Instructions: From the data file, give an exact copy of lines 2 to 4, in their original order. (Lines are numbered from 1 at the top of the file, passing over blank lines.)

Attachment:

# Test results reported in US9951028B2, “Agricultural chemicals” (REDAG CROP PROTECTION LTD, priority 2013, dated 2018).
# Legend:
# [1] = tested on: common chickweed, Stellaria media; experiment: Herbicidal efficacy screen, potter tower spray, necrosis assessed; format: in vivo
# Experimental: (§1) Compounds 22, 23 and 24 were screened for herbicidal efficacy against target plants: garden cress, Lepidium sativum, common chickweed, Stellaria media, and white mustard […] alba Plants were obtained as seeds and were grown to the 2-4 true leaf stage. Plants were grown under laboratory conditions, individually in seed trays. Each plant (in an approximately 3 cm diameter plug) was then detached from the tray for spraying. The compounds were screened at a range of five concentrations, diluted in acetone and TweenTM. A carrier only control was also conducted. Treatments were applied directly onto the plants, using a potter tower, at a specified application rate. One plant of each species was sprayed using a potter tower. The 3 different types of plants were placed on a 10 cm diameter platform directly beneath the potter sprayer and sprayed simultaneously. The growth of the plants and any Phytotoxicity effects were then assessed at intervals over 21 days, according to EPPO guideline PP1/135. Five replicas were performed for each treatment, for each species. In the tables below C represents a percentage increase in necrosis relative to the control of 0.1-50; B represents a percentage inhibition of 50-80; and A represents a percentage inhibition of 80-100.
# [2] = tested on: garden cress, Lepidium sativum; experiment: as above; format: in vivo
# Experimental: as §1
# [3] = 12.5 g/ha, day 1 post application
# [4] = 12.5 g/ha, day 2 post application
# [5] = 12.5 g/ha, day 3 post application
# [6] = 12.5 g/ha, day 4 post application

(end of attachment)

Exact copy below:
# Legend:
# [1] = tested on: common chickweed, Stellaria media; experiment: Herbicidal efficacy screen, potter tower spray, necrosis assessed; format: in vivo
# Experimental: (§1) Compounds 22, 23 and 24 were screened for herbicidal efficacy against target plants: garden cress, Lepidium sativum, common chickweed, Stellaria media, and white mustard […] alba Plants were obtained as seeds and were grown to the 2-4 true leaf stage. Plants were grown under laboratory conditions, individually in seed trays. Each plant (in an approximately 3 cm diameter plug) was then detached from the tray for spraying. The compounds were screened at a range of five concentrations, diluted in acetone and TweenTM. A carrier only control was also conducted. Treatments were applied directly onto the plants, using a potter tower, at a specified application rate. One plant of each species was sprayed using a potter tower. The 3 different types of plants were placed on a 10 cm diameter platform directly beneath the potter sprayer and sprayed simultaneously. The growth of the plants and any Phytotoxicity effects were then assessed at intervals over 21 days, according to EPPO guideline PP1/135. Five replicas were performed for each treatment, for each species. In the tables below C represents a percentage increase in necrosis relative to the control of 0.1-50; B represents a percentage inhibition of 50-80; and A represents a percentage inhibition of 80-100.